Noted composer James M. Beale, professor of theory and composition at the University of Washington School of Music from 1948 to 1994, died November 4 at age 86. In addition to his teaching activities at the School of Music, he served as acting director of the School of Music in 1983-84 and summers 1994-95.
Professor Beale, born in Wellesley Hills, Massachusetts in 1924, received his early musical training under the guidance of Stanley Chapple. He studied at Harvard College with Walter Piston, Irving Fine and Aaron Copland, and received a scholarship to continue work with Mr. Copland at the Berkshire Music Center in 1946.
A 1945 graduate of Harvard College, he earned his master's of music at Yale University (1947), where he worked with Richard Donovan, and where his Piano Trio won the Woods-Chandler Prize.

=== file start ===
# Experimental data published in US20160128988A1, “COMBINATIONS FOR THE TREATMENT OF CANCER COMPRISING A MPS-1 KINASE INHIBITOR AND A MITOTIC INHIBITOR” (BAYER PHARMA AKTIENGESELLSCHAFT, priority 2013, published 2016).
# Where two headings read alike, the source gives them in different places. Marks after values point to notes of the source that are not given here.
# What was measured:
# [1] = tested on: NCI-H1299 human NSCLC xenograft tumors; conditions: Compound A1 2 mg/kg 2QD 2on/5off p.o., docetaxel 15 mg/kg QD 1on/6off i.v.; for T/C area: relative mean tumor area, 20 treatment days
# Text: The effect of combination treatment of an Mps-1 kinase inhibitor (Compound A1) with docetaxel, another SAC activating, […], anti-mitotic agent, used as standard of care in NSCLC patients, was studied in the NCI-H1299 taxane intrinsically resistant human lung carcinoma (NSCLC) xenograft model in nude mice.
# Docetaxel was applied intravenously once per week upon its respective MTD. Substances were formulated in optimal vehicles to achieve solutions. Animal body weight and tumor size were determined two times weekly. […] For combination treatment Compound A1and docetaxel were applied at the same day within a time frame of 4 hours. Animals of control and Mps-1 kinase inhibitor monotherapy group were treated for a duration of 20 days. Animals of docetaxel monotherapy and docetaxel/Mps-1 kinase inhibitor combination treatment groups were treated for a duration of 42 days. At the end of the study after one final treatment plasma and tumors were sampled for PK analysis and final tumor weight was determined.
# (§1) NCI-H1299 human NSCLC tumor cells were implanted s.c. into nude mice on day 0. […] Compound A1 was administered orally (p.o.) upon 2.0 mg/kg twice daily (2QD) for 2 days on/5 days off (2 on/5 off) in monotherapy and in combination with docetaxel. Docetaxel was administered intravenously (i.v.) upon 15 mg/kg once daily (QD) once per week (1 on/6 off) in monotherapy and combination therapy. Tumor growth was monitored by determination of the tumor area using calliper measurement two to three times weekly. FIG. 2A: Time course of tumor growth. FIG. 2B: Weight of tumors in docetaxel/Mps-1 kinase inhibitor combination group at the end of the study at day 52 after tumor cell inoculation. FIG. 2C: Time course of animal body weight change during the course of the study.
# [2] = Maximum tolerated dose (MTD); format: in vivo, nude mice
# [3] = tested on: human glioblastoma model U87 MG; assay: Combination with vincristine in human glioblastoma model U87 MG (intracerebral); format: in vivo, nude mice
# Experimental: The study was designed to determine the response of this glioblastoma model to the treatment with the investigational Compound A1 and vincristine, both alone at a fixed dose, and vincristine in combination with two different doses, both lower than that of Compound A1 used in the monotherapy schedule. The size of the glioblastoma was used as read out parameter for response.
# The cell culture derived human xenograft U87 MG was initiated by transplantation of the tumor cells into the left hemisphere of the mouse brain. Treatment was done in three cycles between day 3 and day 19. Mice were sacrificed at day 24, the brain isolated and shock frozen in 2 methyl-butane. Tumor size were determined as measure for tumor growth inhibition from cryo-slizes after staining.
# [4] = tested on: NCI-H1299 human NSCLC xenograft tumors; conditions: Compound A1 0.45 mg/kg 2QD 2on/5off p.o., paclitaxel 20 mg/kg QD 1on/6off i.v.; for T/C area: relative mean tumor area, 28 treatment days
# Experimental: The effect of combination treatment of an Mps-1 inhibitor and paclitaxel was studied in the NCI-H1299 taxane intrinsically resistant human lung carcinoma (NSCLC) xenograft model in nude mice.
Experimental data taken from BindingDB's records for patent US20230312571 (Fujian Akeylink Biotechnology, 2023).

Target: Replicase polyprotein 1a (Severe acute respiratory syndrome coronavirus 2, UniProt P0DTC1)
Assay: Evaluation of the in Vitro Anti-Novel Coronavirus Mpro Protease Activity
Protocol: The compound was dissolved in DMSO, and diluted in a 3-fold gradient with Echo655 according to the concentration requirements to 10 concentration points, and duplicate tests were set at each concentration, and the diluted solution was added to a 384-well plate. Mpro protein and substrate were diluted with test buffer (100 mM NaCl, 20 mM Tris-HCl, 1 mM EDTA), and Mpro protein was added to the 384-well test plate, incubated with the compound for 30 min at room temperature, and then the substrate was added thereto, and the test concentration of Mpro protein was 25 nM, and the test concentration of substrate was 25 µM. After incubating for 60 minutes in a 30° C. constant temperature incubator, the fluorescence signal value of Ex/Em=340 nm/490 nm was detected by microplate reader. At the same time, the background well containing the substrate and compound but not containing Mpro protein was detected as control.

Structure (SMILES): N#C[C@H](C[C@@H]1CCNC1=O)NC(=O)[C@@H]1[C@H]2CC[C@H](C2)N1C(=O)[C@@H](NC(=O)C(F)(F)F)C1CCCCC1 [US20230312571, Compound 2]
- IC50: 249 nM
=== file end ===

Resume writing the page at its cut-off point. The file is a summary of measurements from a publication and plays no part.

In 1958 he received a Guggenheim Fellowship and spent the following year near Paris writing his Cressay Symphony, a work in four movements for large orchestra that was performed by the Seattle Symphony Orchestra in 1962.
His compositions have been performed by orchestras throughout the country, including the New Haven Symphony Orchestra (with which he was pianist in 1945), the Columbia University Orchestra, the St. Louis Little Symphony, the Tacoma Civic Orchestra and the Portland Junior Symphony. His compositions include several symphonic works, piano sonatas, a piano trio, violin sonatas, and cello concertos.
Professor Beale is survived by his wife of 65 years, Jane Guthrie Beale, as well as three daughters and numerous grandchildren and great-grandchildren.
Details may be found here.